Rock Products

JAN 2013

Rock Products is the aggregates industry's leading source for market analysis and technology solutions, delivering critical content focusing on aggregates-processing equipment; operational efficiencies; management best practices; comprehensive market

Issue link: https://rock.epubxp.com/i/102692

Contents of this Issue

Navigation

Page 25 of 67

FEATURE Paglio. "It gets us to within 2.5 percent of the American Petroleum Institute (API) spec. From that process on, we produce multiple grades of wet product in different piles, and we can select which product we send to the dryer. Then we run it across just one bank of screen rather than multiples to keep the product in spec, and make sure there are no overs or unders. This allows us to produce up to 250 tph." Power Production Production at the plant begins with Volvo loaders feed‐ ing material over a Kolberg‐Pioneer scalping screen, which removes oversize material and any tramp metal. The material is then conveyed to the plant's screening tower. "We installed a large Deister screening operation and a couple of McLanahan classifiers," Paglio said. "With those in place, coupled with the Hydrosizer, we are able to produce multiple grades of frac sand." Water from the production process goes to a settling pond, and is recy‐ cled back into use. As part of a recent expansion, Southern Ohio Sand de‐ cided to erect a new building to contain its drying processes and testing lab to ensure a clean, consistent and dry product. The new building, which is 300 x 86 ft. with a height of 53 ft., encompasses two rotary dryers and screening as well as some storage. Bagging operations are also lo‐ cated inside this building. The company can bag sand and gravel from super sacking to 50‐lb. bags. 24 ROCKproducts • JANUARY 2013 Finished product is conveyed to storage silos where it is kept dry while waiting for loadout. "We have been very pleased with how the plant we set up has worked out for us," Paglio said. Transportation Logistics Producing frac sand is one thing, getting the product to market is another. "Our plant is in a rural area, as many are, so we truck material out of the plant," Paglio said. "We load trucks out, and serve a 600‐mile radius, deliv‐ ering either directly to the site where hydraulic fractur‐ ing is occurring, or to storage depots." In some cases the company trucks material out to its rail head, which is about seven miles from its facility, where they have an off‐loading unit. But they primarily deliver material by truck. The company works closely with nearby towns on issues such as adequate roads and truck noise. "We sometimes run 100 truckloads a day, so you have to address the people in the neighborhood, and not stir the pot," Paglio said. Southern Ohio Sand believes strongly in plant safety. It received an Industrial Minerals Association – North America (IMA‐NA) safety award for 2011. The company was recognized in the Small Category and went 12,131 hours without a reportable injury. Company manage‐ ment was congratulated for this achievement during a Safety Recognition Luncheon which was held in Wash‐ ington, D.C., on Thursday, April 26, 2012, in conjunction with the 2012 IMA‐NA Spring Meeting. E www.rockproducts.com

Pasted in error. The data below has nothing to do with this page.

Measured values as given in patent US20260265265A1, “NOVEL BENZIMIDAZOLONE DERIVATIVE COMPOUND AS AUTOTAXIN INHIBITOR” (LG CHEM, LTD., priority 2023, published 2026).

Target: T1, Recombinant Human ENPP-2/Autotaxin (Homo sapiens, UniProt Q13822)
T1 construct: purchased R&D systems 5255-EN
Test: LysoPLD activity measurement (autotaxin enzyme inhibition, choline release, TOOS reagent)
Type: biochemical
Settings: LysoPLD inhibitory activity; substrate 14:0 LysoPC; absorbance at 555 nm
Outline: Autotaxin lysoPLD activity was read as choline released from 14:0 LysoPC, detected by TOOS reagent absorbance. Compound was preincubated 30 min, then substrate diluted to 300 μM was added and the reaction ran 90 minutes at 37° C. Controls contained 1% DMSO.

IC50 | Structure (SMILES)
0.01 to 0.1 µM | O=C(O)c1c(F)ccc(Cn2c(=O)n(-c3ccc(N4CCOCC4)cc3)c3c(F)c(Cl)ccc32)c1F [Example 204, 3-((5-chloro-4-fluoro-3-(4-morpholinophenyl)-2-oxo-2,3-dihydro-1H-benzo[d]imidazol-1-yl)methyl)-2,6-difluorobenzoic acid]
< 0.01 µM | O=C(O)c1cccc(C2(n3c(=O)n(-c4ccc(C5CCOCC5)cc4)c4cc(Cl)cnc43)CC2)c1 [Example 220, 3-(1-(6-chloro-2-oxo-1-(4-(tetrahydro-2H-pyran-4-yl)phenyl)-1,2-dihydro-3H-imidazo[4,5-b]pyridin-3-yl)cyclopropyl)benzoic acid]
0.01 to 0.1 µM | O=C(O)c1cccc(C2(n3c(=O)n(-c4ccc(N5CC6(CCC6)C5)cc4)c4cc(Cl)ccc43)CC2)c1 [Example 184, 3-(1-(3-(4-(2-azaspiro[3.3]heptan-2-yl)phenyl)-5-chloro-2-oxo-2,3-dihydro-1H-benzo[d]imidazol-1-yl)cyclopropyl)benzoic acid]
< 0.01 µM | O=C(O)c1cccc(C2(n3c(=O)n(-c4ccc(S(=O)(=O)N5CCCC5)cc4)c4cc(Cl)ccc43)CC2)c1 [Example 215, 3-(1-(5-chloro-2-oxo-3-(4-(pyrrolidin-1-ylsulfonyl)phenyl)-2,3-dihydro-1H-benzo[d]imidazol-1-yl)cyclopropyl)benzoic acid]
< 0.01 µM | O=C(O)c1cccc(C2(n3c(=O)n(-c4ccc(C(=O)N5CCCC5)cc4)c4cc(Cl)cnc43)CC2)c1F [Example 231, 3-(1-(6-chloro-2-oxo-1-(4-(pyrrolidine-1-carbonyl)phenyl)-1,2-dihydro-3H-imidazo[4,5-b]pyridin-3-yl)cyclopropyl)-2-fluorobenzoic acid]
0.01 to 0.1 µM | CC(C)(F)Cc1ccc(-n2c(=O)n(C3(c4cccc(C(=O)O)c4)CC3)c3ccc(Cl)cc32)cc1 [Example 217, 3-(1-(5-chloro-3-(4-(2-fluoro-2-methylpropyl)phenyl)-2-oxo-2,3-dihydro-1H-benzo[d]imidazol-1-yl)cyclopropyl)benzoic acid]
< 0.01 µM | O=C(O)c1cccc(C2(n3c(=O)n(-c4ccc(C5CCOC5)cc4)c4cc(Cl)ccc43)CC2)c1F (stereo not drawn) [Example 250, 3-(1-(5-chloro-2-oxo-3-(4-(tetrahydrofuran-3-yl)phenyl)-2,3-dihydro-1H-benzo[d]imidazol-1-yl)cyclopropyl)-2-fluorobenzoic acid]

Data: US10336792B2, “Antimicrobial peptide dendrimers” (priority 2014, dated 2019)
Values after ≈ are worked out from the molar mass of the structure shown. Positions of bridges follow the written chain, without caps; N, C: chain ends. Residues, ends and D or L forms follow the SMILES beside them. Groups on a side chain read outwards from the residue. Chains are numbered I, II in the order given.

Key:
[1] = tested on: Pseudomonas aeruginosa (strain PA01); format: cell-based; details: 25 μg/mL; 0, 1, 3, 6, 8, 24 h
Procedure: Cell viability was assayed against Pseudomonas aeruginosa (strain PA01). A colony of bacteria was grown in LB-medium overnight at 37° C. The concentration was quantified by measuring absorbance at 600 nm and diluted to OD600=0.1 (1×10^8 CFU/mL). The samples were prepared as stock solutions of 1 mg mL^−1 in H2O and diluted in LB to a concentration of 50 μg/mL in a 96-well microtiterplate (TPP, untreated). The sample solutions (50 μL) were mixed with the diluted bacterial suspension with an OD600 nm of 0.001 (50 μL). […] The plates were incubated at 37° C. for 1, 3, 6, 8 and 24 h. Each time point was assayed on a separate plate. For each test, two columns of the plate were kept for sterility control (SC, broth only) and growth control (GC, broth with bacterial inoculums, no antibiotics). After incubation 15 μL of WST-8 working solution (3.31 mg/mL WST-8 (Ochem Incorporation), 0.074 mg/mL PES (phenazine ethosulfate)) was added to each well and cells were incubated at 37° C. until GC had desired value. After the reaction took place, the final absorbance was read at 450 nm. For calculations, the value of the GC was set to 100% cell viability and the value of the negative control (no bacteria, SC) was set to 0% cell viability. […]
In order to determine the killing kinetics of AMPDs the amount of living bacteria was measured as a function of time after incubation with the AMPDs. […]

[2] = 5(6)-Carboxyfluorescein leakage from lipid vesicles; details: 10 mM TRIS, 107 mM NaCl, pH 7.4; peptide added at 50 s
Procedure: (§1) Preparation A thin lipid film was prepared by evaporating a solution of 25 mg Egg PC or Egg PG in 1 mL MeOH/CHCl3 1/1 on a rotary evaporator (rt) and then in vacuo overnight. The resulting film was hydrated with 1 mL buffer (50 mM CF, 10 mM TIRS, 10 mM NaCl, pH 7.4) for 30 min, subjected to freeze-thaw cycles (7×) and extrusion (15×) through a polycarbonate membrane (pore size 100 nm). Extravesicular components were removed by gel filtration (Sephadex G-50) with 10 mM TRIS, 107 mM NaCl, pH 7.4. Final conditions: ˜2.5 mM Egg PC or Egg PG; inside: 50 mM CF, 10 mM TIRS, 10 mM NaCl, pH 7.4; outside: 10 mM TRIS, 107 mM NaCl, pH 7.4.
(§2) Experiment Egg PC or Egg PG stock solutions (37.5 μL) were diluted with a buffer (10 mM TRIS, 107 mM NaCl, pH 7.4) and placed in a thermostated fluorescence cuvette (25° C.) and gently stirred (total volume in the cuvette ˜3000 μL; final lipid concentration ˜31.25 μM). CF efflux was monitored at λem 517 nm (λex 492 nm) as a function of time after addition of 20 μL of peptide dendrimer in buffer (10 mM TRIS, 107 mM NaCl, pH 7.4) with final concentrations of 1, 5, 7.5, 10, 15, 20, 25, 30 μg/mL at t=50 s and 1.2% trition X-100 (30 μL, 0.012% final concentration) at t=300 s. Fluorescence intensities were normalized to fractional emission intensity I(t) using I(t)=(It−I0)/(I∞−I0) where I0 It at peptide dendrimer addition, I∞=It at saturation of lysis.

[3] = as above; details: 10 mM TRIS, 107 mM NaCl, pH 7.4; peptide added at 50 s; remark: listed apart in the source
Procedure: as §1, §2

Articles in this issue

Links on this page

Archives of this issue

view archives of Rock Products - JAN 2013